By Brendan Loon
Professor Eduardo Araral is currently Vice-Dean (Research) at the Lee Kuan Yew School of Public Policy (LKYSPP). He obtained his Doctor of Philosophy (PhD) Degree in Public Policy from Indiana University-Bloomington on a Fulbright PhD Scholarship, with Elinor Ostrom (2009 Nobel Laureate in Economics) as his mentor.
Prof Ed specialises in studying the causes and consequences of institutions for collective action and governance of the commons. His work has been cited by National University of Singapore (NUS) President Tan Chorh Chuan as research that advances knowledge and helps solve society’s important problems. His portfolio of government advisory and consultancy includes having served as Strategy Advisor to Kazakhstan’s Deputy Prime Minister for Economic Development, and to the Government of Vietnam for public administration reform. Prof Ed enjoys taking relaxing walks to Botanic Gardens MRT station at the end of the workday, revelling in the concert of the crickets and the frogs before taking the train home.
Prof Ed: This is my third career, and unlike your typical Singaporean who would plan well in advance what they wanted to do and what they would do each step of the way to reach there, I never planned on being in academia. Personally, it was more of what career options were available out there. Joining academia stemmed from personal family considerations rather than from a personal career aspiration.
The advantage in academia, at least here in Singapore, is that you have some control over your time, and you get to exercise choice in what to do and when you want to do it. And being in academia here in Singapore, you can get international exposure and background, especially if you’re in the LKYSPP. We do have a school of some stature and international standing. When I’m in conferences, even as far as maybe in Ethiopia, and they see ‘LKYSPP’, they know who we are and what we are about; but of course, if I had no name plate, they probably wouldn’t bother too much with me.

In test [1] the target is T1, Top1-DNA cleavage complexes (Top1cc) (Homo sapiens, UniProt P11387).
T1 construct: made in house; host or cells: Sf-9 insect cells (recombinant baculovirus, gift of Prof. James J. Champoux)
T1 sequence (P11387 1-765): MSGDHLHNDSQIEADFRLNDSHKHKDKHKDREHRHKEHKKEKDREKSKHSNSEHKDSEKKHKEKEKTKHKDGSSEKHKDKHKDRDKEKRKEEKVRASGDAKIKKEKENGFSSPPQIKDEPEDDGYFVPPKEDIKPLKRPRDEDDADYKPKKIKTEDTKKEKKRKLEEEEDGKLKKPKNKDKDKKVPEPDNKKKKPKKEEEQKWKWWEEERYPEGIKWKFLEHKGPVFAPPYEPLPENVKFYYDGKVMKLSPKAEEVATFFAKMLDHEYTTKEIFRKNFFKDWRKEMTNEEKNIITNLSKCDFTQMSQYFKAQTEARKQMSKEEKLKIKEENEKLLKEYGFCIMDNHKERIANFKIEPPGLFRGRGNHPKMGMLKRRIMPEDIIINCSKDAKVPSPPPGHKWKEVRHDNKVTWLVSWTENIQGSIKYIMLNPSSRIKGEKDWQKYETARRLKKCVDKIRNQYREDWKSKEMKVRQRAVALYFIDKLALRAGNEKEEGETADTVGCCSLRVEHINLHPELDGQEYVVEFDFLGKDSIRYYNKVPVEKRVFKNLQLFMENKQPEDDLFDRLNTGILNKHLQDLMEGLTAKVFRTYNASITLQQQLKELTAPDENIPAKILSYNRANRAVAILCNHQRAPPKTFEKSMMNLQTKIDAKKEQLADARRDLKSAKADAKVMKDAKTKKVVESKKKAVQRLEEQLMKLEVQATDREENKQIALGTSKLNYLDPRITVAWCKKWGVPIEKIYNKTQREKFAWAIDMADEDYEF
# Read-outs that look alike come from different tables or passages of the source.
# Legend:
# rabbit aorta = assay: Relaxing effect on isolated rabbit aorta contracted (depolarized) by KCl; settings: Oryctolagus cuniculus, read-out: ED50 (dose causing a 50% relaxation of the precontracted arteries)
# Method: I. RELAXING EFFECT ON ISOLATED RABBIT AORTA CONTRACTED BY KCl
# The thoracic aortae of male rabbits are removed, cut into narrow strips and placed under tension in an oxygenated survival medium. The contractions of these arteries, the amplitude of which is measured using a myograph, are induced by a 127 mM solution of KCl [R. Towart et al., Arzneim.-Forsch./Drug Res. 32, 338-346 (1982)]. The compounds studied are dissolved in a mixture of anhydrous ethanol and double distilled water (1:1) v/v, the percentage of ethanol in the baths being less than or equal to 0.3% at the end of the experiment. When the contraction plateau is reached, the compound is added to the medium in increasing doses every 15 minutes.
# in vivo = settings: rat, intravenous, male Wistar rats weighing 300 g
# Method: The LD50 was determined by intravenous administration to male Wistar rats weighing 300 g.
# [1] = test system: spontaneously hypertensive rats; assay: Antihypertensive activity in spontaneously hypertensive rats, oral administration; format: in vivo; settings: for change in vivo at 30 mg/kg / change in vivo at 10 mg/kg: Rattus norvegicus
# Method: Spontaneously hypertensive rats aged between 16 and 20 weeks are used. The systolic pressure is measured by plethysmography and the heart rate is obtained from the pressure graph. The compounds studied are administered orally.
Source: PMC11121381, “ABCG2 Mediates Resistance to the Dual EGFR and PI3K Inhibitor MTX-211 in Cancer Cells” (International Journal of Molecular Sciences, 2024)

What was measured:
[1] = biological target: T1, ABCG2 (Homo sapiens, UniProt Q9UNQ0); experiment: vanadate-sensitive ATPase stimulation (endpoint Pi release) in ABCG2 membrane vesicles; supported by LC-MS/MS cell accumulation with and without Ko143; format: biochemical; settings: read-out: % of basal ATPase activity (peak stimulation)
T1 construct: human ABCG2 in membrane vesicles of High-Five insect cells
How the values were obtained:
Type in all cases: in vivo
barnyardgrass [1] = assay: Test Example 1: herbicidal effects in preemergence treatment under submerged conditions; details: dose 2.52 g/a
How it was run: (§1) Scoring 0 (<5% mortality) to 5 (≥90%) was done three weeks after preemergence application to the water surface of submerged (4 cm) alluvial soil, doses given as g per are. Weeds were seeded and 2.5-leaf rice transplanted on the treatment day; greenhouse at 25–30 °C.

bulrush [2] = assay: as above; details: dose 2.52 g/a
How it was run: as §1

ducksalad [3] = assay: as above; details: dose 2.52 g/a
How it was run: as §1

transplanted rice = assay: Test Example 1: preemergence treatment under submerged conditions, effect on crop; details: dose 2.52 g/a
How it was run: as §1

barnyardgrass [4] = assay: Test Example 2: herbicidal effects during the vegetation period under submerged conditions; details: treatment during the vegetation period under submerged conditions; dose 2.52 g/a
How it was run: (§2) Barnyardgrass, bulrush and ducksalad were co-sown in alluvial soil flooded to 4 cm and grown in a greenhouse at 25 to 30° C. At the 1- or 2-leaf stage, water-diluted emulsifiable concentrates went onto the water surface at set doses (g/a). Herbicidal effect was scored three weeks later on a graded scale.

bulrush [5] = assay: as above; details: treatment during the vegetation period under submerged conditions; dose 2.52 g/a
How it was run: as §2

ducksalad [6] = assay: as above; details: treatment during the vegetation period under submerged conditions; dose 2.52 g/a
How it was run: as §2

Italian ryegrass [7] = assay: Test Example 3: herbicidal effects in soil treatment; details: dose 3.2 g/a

Young people who plan to go into an academic career have many considerations. There’s the opportunity cost of your time. Academia means being a university professor or instead of, say, a primary school teacher. To go into academia, you’d need a first or second class honours degree, and then a master’s degree, and then a scholarship for another five years of doctoral studies. Adding these up, that’s at least 10 years, during which you forgo all your income and subsist on something like sardines and bread, and a small amount of money.
It will be especially difficult if you’re starting a young family, because you need to study and also look after your family. Maybe your spouse will have to make the difficult choice to put his or her career on hold while one of you is pursuing the Doctor of Philosophy (PhD). Again, this means foregone earnings — something of a doubled loss — during that period.
Once you’re done with your PhD, then you will have to compete with thousands upon thousands of unemployed PhD holders looking for the same kind of job as you. You won’t just be competing locally too; if you’re working for and with an international university, then the competition is also international. There are so many eager applicants all competing, so you won’t find any preferential treatment.
Women have a dual problem: finishing their PhD and getting tenure, as well as finding the right partner and starting a family. Very few successful academics have managed these two challenges. So it may be particularly challenging for women to enter the field of academia. However, women academics in Singapore are better off than those in the United States, because here you can have childcare and a house-help. These don’t exist in the U.S., so it’s difficult to balance a family and a career. Some young women who are aware of these things may decide that academia is not what they want to do because they don’t want to give up having a family. So we do see a disproportionate amount of tenured faculty who are men compared to women.